… but what about being woken up at 8 by the police ringing at your door?

This was our (hope) once in a lifetime, unique experience on Sunday 1 Mai, one week ago. First thought (= der erste Gedanke) that passed through my brain: who rings at this hour??? …Answer: the Police! Second thought that passed through my brain: what in the world could we have done so wrong? Answer: we parked exactly in front of the place where the Maibaum will be placed. What is Maibaum?!?? Answer: a tree (= der Baum).

(der) Mai = May (the month)

(der) Maibaum = the Maypole

Am vorletzten Sonntag wurde der Maibaum aufgestellt. 

The second last Sunday, the Maypole was erected.

In Germany and Austria the maypole (or Maibaum) is a tradition going back to the 16th century. It is a decorated tree usually painted in the Bavarian colours of white and blue and decorated with emblems depicting local crafts and industry.

source: Wikipedia

The folk festival of Maibaum is my favourite. I remember first time I attended such a celebration I didn’t have any ideea about what should be going on. I came in a small village (das Dorf) in Bavaria and I saw some people pushing up slowly a tree, traditional bavarian music was played by a band dressed in traditional bavarian clothing (Dirndl & Lederhosen) and people were sitting in the middle of the closed, main road of the village drinking beer (das Bier) and eating home-made (hausgemacht) cakes (der Kuchen (sg.), die Kuchen (pl.)) .

So, in the picture you see the Maibaum that costed us a fine of 15 Eur + 2h of sleep.

Neuschwanstein Castle

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Welcome to the castle that inspired Disney!

In english its name would translate to New Swanstone Castle.

neu = new

(der) Schwan = swan (don’t confuse it with (das) Schwein = pig; especially when pronouncing people have the tendency to make this mistake)

(der) Stein = stone

(das) Schloss = castle (but also lock)

This castle was built under the reign of king Ludwig II of Bavaria and was never finished due to his mysterious death in 1886.

Do you know anything about him? Let me tell you some details that I find very interesting. King Ludwig II was also called the “Märchenkönig” (Fairy Tale King) because he preferred to escape the political life and live in an ideal poetic world. He was the biggest admirer of Richard Wagner that’s why many paintings of the castle feature scenes of the composer’s work. For example, the king’s bedroom is painted with themes from Tristan & Isolde. He was investing a lot of money to build the castle in a time when the society thought that money are needed for solving more important state affairs. This was finally used as a reason to declare him insane and dethrone him. On 12 June 1886 he was transported to Berg Castle on the shores of lake Starnberg, south of Munich. One day later he was found dead in the lake. He left behind some architectural treasures that represent today the most important tourist attractions of Germany. See Schloss Linderhof, Schloss Herrenchiemsee and the Munich Residenz.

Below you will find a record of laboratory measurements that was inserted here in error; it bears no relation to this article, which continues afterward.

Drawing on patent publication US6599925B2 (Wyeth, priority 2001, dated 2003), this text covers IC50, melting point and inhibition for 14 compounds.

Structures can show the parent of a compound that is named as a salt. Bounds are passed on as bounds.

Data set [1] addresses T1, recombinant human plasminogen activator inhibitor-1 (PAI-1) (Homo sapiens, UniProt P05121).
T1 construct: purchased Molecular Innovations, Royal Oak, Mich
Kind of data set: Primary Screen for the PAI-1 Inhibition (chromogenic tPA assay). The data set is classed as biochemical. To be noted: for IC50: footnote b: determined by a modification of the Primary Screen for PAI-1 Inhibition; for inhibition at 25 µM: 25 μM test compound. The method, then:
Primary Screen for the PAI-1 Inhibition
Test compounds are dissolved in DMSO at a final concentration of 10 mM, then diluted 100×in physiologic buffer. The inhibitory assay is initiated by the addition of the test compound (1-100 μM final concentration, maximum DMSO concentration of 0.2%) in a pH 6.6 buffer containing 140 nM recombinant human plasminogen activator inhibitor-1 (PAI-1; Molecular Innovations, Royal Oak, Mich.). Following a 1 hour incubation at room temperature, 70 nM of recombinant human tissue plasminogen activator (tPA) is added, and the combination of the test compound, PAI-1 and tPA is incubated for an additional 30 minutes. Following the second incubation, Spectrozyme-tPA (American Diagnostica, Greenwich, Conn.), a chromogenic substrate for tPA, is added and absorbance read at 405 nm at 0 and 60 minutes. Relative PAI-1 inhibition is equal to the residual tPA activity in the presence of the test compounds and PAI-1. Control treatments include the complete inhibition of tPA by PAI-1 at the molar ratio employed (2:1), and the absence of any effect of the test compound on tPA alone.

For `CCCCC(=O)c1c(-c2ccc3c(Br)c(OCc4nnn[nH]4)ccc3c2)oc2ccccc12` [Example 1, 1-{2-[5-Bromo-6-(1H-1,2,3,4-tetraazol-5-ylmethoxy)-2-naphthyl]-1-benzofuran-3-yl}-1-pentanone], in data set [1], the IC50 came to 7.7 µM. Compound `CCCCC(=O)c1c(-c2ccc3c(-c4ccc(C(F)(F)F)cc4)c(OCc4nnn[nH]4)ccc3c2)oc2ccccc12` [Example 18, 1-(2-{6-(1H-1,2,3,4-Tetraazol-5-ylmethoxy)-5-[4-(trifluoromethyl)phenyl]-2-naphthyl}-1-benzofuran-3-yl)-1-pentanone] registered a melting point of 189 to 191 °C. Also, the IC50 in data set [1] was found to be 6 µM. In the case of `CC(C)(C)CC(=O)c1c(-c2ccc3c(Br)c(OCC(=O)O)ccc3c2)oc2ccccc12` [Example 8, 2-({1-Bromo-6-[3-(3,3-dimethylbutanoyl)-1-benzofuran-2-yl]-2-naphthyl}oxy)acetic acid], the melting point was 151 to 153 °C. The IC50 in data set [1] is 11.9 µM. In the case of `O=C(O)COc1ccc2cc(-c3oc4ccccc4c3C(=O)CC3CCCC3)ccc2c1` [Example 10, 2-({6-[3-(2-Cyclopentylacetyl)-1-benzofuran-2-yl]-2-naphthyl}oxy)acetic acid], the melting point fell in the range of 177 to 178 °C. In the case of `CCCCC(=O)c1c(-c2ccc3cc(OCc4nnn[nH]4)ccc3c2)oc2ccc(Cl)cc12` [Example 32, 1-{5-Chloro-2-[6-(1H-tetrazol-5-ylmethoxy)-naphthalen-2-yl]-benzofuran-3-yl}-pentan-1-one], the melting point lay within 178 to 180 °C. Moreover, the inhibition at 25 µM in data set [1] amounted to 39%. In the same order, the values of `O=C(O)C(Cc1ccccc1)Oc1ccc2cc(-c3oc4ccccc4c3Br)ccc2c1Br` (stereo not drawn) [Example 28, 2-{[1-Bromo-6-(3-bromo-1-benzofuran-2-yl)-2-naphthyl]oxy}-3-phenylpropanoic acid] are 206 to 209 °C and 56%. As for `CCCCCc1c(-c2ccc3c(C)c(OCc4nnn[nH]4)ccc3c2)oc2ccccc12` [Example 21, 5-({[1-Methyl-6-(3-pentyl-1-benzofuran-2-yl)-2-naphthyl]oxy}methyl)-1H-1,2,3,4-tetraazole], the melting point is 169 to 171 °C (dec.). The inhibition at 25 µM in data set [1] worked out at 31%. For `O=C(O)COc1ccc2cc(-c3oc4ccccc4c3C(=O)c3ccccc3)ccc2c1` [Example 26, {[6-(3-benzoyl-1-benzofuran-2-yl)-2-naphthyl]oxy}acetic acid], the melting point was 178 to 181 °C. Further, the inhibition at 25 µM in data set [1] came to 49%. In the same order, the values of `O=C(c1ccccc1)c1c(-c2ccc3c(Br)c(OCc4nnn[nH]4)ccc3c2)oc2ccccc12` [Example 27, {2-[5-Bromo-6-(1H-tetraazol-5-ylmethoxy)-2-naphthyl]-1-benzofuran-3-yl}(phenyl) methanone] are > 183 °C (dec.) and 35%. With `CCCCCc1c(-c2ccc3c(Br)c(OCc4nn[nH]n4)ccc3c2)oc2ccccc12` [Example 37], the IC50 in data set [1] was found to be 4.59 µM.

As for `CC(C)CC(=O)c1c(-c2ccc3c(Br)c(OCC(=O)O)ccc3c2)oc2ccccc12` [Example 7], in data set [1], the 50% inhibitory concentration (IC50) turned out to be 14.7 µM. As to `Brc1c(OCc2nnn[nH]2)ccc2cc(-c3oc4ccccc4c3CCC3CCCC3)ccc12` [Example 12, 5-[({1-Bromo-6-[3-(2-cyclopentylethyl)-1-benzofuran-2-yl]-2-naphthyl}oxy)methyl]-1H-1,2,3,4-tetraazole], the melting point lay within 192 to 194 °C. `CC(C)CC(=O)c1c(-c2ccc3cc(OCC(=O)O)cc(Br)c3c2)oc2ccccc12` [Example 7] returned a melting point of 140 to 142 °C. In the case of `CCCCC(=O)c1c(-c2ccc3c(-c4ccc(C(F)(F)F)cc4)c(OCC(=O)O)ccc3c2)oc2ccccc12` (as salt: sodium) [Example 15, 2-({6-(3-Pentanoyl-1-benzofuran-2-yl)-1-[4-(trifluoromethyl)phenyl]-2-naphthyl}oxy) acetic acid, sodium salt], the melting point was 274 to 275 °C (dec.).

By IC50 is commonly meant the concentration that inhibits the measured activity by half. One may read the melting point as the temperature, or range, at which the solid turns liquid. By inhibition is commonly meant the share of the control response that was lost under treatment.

Last weekend we made a one-day trip to the castle from Munich and I will first let he pictures speak for themselves.

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Travelling by car takes aprox. 2 hours and you get such a great view with the Bavarian Alps and the countryside.

Neuschwanstein

The castle is located in the area of Hohenschwangau close to the city of Füssen and very close to the border with Austria.

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Here you have the map of the area around the castle.

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That’s me holding the german and the bavarian flags on the way up to the castle. Prepare yourself for walking aprox. 40 min. up the hill to reach the castle.

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When you arrive up you are rewarded with such a panorama.

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I recommend you to walk 15 more minutes to see the castle from Marienbrücke (die Brücke = bridge). We had bad luck and the bridge was closed until summer for maintenance but there was another spot from where you could see well the castle.

And last but not least, if you want to eat nice pasta & pizza we recommend you from the bottom of our hearts the restaurant Il Pescatore in Füssen. The meal was delicious, the atmosphere relaxed, the wine very good and the staff very friendly.

Kisses and Hugs,

Cata & Javi